Since are two orthogonal matrices, we suppose that the input data is denoted by that is, , where is a positive integer, the superscript denotes the th stages of the transform of , , and is the th sequence of input data. When is an initial input data, equals 0. We can state an algorithm for 4-tap orthogonal integer multiwavelet transform as follows.(1)Compute the singular value decomposition of , , and find , , .(2)Find the factorization of , , such as ,,, ,,, respectively.(3)Combine the data sequence with the matrices ,,,,,, by corresponding equations in Section 2.1, sequentially, according to transform matrix form (upper, lower, and permutation matrix).

Specially speaking, when equals , is a matrix, so the ordering of transform can be carried through where is a matrix.

The th stage of the transform is a product of and the th matrix of the matrices from left to right by rounding arithmetic (see Section 2.1). Since is integer valued, is also integer valued. After stage of the transform, each stage of this process can map integers to integers, therefore transform results of the initial data sequence are integer valued.

The inverse transform must be the backward running of the forward transformation.

#### 4. Experimental Results

In order to demonstrate the availability of the proposed scheme, DGHM [6] and CL [7] multiwavelets are used as examples. The preprocessing is given by balancing the nonbalanced multiwavelet. The way to achieve this is to find the orthogonal matrix , such that and [10]. Since is an orthogonal matrix, the new matrices and inherit all of the properties of and in Section 2.2, where . We can compute the SVD of matrices and respectively, thus we will have two matrices and .

For the DGHM case, the corresponding matrices in (2.5) are By orthogonal matrix [11], we can find the matrices , , and as follows: , where , , and then compute the TERMs factorization of , as follows: Likewise, for the CL case, the corresponding matrices in (2.5) are By matrix [11], matrices , and can be represented as, where , , and then compute the TERMs factorization of , as follows: In order to test the effectiveness of the proposed scheme, the effectiveness for lossless compression is measured using the weighted entropy given by [1]. For comparison, we will focus on 4-tap multiwavelets, such as CL, DGHM, and two scalar wavelets: the Daubechies four-tap orthogonal wavelet D4 and the Daubechies biorthogonal wavelet 9-7. We use seven test images, which are pixels in size, and we decompose each image one level with each transform. The weighted entropies are tabulated in Table 1.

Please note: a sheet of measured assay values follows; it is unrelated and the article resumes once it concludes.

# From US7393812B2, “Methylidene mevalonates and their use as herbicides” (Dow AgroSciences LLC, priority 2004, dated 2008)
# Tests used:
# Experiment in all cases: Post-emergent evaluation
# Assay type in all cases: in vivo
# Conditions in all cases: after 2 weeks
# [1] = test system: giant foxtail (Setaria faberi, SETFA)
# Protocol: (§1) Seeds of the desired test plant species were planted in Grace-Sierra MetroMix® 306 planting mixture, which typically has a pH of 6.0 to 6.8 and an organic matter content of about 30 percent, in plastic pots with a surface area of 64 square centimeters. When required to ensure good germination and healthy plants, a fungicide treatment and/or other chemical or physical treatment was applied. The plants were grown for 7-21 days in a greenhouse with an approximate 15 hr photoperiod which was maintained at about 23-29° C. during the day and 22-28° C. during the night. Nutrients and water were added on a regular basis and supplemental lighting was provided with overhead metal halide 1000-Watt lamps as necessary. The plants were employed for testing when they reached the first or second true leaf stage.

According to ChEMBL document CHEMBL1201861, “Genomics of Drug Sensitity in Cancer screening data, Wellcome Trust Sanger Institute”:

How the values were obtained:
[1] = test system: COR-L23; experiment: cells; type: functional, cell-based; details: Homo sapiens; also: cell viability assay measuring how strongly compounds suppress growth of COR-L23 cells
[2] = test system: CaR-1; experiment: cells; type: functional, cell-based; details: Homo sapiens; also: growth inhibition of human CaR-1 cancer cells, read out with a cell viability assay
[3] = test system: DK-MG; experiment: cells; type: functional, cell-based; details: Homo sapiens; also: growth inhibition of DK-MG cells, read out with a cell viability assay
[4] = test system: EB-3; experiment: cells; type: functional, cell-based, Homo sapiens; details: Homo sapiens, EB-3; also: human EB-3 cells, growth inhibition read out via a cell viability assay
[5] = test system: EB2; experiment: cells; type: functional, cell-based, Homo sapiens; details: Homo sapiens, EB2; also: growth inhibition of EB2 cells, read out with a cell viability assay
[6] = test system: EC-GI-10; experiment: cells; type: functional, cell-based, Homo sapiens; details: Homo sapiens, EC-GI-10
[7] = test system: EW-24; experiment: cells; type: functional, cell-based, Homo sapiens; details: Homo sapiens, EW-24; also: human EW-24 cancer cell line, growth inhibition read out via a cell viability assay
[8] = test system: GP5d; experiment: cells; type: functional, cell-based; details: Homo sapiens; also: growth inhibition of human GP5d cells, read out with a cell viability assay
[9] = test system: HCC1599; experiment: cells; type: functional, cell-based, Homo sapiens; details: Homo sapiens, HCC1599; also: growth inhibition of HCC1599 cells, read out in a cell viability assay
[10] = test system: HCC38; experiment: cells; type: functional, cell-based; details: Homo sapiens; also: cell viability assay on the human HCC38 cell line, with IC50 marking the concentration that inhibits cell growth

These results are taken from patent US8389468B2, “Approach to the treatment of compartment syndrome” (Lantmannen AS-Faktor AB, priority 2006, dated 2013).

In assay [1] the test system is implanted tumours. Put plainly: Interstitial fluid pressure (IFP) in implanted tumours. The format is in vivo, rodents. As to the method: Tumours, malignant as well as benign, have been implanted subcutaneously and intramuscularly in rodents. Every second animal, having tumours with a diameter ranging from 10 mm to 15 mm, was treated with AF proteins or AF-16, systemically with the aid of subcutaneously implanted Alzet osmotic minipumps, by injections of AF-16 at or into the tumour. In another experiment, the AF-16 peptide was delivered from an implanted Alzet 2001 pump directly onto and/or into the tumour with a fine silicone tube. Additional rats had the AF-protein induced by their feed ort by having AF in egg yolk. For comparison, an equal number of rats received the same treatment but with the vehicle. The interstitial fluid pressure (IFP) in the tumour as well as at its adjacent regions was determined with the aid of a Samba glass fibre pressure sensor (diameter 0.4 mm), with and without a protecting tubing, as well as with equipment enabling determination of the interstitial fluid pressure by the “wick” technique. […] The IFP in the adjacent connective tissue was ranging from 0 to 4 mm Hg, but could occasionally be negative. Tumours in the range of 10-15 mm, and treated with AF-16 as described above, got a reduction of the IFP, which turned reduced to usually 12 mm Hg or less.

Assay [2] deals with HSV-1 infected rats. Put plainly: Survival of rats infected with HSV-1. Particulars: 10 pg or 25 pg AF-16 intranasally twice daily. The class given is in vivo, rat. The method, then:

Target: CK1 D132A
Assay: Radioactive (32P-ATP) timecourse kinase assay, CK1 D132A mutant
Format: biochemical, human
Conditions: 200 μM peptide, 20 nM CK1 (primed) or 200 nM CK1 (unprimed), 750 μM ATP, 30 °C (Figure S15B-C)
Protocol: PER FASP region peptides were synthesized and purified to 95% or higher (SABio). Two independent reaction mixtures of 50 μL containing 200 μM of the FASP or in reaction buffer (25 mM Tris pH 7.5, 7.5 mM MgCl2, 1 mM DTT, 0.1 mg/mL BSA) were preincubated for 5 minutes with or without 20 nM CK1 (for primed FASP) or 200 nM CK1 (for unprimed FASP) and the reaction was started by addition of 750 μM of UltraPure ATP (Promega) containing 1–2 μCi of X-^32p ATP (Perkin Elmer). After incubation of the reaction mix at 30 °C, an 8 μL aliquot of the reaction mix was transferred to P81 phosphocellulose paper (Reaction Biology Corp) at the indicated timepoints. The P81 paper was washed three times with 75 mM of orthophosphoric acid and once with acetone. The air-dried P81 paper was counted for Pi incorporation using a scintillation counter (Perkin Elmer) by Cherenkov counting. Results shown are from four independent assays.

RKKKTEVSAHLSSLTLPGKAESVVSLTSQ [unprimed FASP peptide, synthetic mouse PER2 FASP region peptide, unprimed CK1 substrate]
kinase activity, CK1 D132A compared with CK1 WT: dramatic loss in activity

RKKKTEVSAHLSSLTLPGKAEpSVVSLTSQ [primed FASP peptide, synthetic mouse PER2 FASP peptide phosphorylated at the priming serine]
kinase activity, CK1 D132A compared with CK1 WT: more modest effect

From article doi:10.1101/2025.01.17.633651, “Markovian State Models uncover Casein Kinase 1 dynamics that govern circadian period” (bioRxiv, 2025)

These results suggest that our method outperforms the method of [4], because the method of [4] enlarges the dynamic range of the output data by scaling value . It is also worth noting that the performance of CL is very close to that of 9-7. Since preprocessing of the input data is a crucial point in nonbalanced multiwavelet applications [8], we used order-one balanced multiwavelets by balancing the nonbalanced multiwavelet [10]. The focus of this paper is to develop an algorithm of integer multiwavelet transform rather than construct several balanced multiwavelets by orthogonal matrix , and then a further improvement in the balanced order is needed.

#### 5. Conclusions

This paper presented a novel algorithm for orthogonal 4-tap integer multiwavelet transforms. Unlike the existing algorithm, transform matrix can be rewritten in a product of two block diagonal matrices and a permutation matrix, and then we factorize block matrix of block diagonal matrices into TERMs, which is lower than the TERMs factorization of directly in computational cost. In addition, the proposed algorithm computes in-place and without allocating auxiliary memory. Better results could perhaps be achieved with higher balanced order and also with other multiwavelet bases.

#### Acknowledgments

This work was supported by the National Natural Science Foundation of China (Grant no. 60972142) and 973 program (Project no. 2010CB327904).